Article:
Throughout the Gold Rush, mining companies experimented with different types of mining, including river mining, lode mining, and dredging, but no method had more profound 1 H.W. Brands, The Age of Gold: The California Gold Rush and the New American Dream (New York: Doubleday,
Finally, a court ruling brought an end to hydraulic mining in 1884, and agriculture took over as the principal force behind the California economy. Miners invented a tool to gather more gold, and it continued the development of the economy during the gold rush.
The Gold Rush, positive for California in so many ways, had a devastating effect on the state's environment. Many of these problems were directly related to gold-mining technology. The process of hydraulic mining, which became popular in the 1850s, caused irreparable environmental destruction.
During the Gold Rush era, the first Forty-Niners looked for surface gold in riverbeds using pans and improvised wooden devices called sluices or rocker boxes. This method, called placer mining, circulated water through dirt, rock and spent ore while the heavier gold dropped to the bottom.
The individual who discovered gold at Sutter's Sawmill in 1848 never benefited from the California gold rush, and died largely forgotten and in poverty in 1885. California's Gold Rush, S. Clamage, International California Mining Journal, Vol. 67, No. 8, pp. 5-10, (1998).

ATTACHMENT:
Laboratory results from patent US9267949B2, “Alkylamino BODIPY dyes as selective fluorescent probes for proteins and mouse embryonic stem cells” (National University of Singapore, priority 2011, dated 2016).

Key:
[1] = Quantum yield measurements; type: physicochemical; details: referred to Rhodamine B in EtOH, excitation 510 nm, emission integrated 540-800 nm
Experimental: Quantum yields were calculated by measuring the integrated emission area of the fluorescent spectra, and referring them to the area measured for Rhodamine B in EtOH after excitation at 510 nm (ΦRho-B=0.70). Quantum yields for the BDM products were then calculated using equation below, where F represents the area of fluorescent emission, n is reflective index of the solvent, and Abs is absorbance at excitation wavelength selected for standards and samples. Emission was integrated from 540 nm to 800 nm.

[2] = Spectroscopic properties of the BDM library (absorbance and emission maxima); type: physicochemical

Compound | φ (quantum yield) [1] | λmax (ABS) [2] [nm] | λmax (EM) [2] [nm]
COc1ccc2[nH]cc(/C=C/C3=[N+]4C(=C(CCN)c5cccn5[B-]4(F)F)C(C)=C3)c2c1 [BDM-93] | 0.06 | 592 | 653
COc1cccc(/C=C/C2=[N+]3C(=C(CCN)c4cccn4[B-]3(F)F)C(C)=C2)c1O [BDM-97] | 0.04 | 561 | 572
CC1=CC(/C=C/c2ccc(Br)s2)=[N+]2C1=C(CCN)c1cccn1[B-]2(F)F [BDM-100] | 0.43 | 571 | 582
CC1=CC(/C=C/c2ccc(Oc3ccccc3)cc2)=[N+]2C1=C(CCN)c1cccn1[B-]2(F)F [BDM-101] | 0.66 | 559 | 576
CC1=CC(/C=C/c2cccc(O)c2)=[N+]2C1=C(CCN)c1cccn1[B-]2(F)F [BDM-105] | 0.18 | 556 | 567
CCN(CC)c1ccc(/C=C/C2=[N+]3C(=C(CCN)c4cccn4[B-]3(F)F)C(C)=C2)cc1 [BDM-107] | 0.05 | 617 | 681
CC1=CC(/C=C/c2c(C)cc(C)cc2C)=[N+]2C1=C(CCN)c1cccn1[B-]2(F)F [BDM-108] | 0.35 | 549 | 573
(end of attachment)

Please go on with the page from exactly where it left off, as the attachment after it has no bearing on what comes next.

Gold mining evolved from hydraulic mining of unconsolidated placer deposits in the early days of the Gold Rush, to underground mining of hardrock deposits, and finally to large-scale dredging of low-grade gravel deposits, which in many areas included the tailings from upstream hydraulic mines.
A study of the mining techniques used during the California Gold Rush reveals more than just information of how to extract gold from the earth. The various types of mining techniques also show the cultural melting pot that was then and is now California and they reveal the myth behind the history of the Gold Rush.
Hydraulic Mining. Hydraulic mining, or hydraulicking, is a type of mining that uses water to displace rock material or move deposit. Formerly, the use of a huge volume of water had been urbanized by the Romans to take out overburden and then gold-bearing debris as in Las Médulas of Spain, and Dolaucothi in Britain.
The California Gold Rush turned the once-rural expanse of California into an area dotted with towns and cities. "The Gold Rush put San Francisco on the map," Rohrbough says. "It also was instrumental in the founding and growth of Stockton and Sacramento."
While remnants of old mining equipment still poke up in or near the river, the rush for gold has mostly been replaced by the rush for adrenaline. Each of the American's three forks serve up their own style of watery fun, and outfitters offer everything from family-friendly half-day floats to white-knuckle multi-day adventures.